If every person is essential, then is every atom essential?
In their own, inimitable fashion, yes. Consider the atoms that make up our DNA, for instance.
Some are more essential than others? Well, the more 'essential' are essentially dependent on those that we suppose are less so. Consider the holders of the Vice Presidency, such as Lyndon Johnson, just as a for instance. One day he is a joke. The next day he is the savior.
God keeps all of us on our toes.
But what does this have to do with immaterialism? Well, essentiality has everything to do with immaterialism. Do materialists dispute that the President is essential? Well, not in so many words, and not in public. But, to be consistent, they should so dispute!
Materialists are not dumb. They don't go around disputing Presidents. They only dispute God, bless their little hearts.
I might point out that, in a bureaucracy, every bureaucrat, theoretically, at least, is essential, bless their little hearts, and their little flow charts. In an ecosystem, every gazelle is essential to the pride whose last meal she was, or whose next meal she will be.
Would a materialist dispute this? Theoretically, they have to. It's all just atoms swerving in the dark. Everything else is purely subjective, i.e. illusory. Don't ya know?! What about for the ecologist? Are they all just smoking? They like to play their own little word games. Don't we all? Do ecologists believe in God? No, just in Gaia.
And what about ethics, and ethicists? Is ethical materialism an oxymoron? Ehthical Societies pride themselves on their atheism. Kant was famously agnostic. Was he a humanist? From whence comes humanism, and how do they distinguish themselves from animism?
Ok, let's take a look at humanism.......... and also, perhaps, at anti-humanism(!).......
The young Karl Marx criticised the project of political emancipation, embodied in the form of human rights, as symptomatic of the very dehumanisation it was intended to oppose. Marx argued that because capitalism forces individuals to behave in an egoistic manner, they are constantly in conflict with one another, and are thus in need of rights to protect themselves. True emancipation, he asserted, could only come through the establishment of communism, which abolishes the private ownership of all means of production. While the mature Marx may have retained a belief in the inevitability of progress, he also became more forceful in his criticism of human rights as idealist or utopian. For the mature Marx, humanity is an unreal abstraction: because rights themselves are abstract, the justice and equality they protect is also abstract, permitting extreme inequalities in reality.
For Friedrich Nietzsche, humanism was nothing more than a secular version of theism. He argues in Genealogy of Morals that human rights exist as a means for the weak to constrain the strong; as such, they deny rather than facilitate emancipation of life.
It is true that ethics and humanism are incoherent, just to the degree that they reject metaphysics.
And the only coherent metaphysics is the one that can speak to the question of who we are and whither we go. And there is only one coherent answer...... We come from a Source, to which we return.
I understand that Gus Russo has been invited to submit proposals on three topics to a major TV investigative journalist outfit. Two topics are given..... Watergate and the JFK assassination. For the third, to be of his own choosing, he is contemplating an eschatological theme...... along the lines of a human induced cataclysm, along the lines of What a Way to Go and Surviving Progress. I did not realize that he was pursuing this interest mostly on his own, and mostly independent of Sam.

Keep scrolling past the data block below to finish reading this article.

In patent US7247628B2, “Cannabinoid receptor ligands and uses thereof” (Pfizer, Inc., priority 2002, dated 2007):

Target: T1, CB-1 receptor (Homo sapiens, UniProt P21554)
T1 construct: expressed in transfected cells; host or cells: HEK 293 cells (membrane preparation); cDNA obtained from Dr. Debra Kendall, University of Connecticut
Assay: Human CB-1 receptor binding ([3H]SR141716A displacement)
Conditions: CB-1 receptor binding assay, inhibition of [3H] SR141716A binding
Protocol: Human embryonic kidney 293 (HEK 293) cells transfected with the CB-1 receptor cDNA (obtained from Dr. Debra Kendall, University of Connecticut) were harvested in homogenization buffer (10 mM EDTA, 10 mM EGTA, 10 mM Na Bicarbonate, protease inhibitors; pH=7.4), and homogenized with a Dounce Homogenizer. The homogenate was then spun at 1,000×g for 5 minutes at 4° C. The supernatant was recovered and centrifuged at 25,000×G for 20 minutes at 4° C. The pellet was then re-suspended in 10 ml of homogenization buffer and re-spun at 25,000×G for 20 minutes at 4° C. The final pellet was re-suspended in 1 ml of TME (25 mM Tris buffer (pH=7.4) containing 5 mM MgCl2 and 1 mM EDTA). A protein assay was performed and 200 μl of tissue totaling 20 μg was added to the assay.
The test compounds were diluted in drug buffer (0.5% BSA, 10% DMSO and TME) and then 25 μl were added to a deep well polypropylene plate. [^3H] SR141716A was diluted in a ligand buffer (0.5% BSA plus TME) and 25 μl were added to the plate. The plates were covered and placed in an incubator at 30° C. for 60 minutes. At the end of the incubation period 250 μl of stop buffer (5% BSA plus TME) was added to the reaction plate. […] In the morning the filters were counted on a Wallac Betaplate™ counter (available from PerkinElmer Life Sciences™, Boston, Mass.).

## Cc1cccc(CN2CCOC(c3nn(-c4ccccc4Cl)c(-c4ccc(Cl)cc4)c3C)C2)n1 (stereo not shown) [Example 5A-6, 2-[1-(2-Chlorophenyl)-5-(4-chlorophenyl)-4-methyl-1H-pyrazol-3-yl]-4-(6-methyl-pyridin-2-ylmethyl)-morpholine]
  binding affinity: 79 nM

No...... that there be an additional topic, and the theme of it, was suggested purely on his own initiative. Sam has already submitted a draft proposal for Gus to consider, which I'm about to peruse.
Along with the draft proposal, Sam sends the following Op-Ed piece........
Sam's draft to Gus is excellent. We need a place to archive such material. What can I add to it......?
It would be simply to expand on some of the above......
An essential point is that Humanism will be the very first victim of the death of Progress.
Humanism is essential a pean to human progress. And so is its intellectual cousin, materialism. And both worldviews are incoherent, just to the extent that their metaphysics is truncated, i.e. denies Simplicity...... simplicity being a species of emergentism.
What I have to do is combine various points into something newly coherent.......
5.) limits to progress
Somehow we have to find a joint critique of Kant and Kripke. Both reside on the fringe of rationalism. Both have a piece of a transcendental imperative. Their greatest common denominator is their agnosticism. Is not agnosticism the end of coherence? How can we avoid Pascal's wager?
My main criticism of Kripke is his overindulgence of modalism. I wonder if Kant may have fallen into the same trap, implicitly.
See this..... http://en.wikipedia.org/wiki/Rigid_designator where such entities are refered to as Kripkean souls. If this is not about essences, then what is......?
In Naming and Necessity, Kripke argues that proper names and certain natural kind terms—including biological taxa and types of natural substances (most famously, "water" and "H2O") designate rigidly. He argues for a form of scientific essentialism not unlike Aristotelian essentialism. Essential properties are common to an object in all possible worlds, and so they pick out the same objects in all possible worlds - they rigidly designate.
Can anyone who believes in essences also be coherently agnostic? I doubt it.
OMG........ Take a look at the 1980 review from the LRB.....
Rorty is saying it all.
Then we have this...... http://www.iep.utm.edu/kantmeta/